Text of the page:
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Jerry Blocker v. City of Chicago


March 16, 2011


The opinion of the court was delivered by: Hon. Sharon Johnson Coleman United States District Court

Judge Sharon Johnson Coleman Magistrate Judge Arlander Keys


This matter is before the Court on separate motions by Plaintiff Jerry Blocker ("Plaintiff") and Defendant City of Chicago ("Defendant" or the "City") for reassignment and consolidation of a related case pursuant to Local Rule 40.4 and Federal Rule of Civil Procedure 42(a). Plaintiff and the City (collectively, the "Parties") seek an order finding the case sub judice is related to Blocker v. City of Chicago, No. 10-cv-7836, and consolidating the two actions for purposes of discovery and trial. For the reasons stated below, the Court grants the Parties' motions.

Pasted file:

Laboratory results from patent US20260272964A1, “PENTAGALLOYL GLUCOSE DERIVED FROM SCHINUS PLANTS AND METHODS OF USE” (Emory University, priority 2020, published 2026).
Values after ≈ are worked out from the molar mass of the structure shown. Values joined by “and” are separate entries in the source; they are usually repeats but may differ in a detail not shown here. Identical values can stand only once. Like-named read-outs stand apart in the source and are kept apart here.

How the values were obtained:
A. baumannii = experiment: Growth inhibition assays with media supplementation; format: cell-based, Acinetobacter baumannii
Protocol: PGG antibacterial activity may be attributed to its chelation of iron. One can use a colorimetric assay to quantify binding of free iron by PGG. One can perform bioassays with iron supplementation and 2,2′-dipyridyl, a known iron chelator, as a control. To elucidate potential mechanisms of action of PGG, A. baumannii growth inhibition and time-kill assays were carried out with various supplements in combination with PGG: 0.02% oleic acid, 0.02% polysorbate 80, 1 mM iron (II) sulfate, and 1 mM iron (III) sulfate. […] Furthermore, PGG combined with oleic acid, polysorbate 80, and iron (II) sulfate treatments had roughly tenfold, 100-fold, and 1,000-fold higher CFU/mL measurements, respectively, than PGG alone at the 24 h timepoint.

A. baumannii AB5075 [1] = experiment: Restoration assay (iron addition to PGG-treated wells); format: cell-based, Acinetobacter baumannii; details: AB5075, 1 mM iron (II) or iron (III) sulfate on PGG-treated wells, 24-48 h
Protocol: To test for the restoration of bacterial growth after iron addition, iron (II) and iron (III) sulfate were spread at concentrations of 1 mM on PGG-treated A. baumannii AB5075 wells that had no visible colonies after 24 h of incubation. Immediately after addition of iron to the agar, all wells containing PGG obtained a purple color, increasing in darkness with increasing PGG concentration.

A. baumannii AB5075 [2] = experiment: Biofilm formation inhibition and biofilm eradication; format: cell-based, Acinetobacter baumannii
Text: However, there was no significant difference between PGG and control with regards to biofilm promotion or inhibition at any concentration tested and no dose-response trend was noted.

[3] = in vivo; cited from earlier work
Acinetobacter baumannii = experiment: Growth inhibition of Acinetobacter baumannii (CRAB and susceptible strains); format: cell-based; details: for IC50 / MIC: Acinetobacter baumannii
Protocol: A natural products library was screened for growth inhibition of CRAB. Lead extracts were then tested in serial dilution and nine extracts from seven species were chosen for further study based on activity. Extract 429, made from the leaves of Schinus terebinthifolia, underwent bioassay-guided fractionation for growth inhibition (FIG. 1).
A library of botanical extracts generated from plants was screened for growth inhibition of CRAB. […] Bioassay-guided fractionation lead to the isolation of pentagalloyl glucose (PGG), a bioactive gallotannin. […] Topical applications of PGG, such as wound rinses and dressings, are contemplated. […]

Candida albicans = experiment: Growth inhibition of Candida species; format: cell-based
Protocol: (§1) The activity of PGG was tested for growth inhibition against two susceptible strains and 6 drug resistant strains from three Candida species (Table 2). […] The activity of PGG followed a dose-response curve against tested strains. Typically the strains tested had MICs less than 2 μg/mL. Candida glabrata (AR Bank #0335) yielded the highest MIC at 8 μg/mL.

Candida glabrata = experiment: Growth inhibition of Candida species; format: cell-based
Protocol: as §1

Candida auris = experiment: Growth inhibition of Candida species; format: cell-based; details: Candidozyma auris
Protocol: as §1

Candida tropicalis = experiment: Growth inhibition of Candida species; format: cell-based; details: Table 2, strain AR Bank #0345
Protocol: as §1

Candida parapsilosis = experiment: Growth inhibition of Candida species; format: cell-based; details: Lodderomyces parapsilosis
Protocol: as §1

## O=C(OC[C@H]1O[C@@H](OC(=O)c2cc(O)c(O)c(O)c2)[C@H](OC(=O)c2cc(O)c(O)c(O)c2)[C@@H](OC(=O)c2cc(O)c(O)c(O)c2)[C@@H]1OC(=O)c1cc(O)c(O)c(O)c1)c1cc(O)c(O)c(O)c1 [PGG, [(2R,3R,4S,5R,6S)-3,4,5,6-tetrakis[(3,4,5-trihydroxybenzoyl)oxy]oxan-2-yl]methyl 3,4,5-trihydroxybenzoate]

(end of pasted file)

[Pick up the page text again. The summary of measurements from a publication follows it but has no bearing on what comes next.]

On November 12, 2009, Plaintiff filed a complaint against the City asserting violations of Title VII of the Civil Rights Act of 1964 ("Title VII"), 42 U.S.C. § 2000e et seq. (Dkt. No. 1 p. 1.) Plaintiff is an African American male who has been employed by the City for over twenty-six years. (Id. at ¶¶ 3, 9.) At all times relevant to Plaintiff's complaint, he worked at the Springfield Avenue Pumping station and his immediate supervisor was Harvey Hunker ("Hunker"), a white male. (Id. at ¶¶ 7-8.) Plaintiff alleges that in November 2005, Hunker and another white male supervisor, Russ Miller ("Miller"), encouraged a white male City employee, Jeffrey Worden ("Worden"), to file false criminal assault charges against Plaintiff. (Id. at ¶ 10.)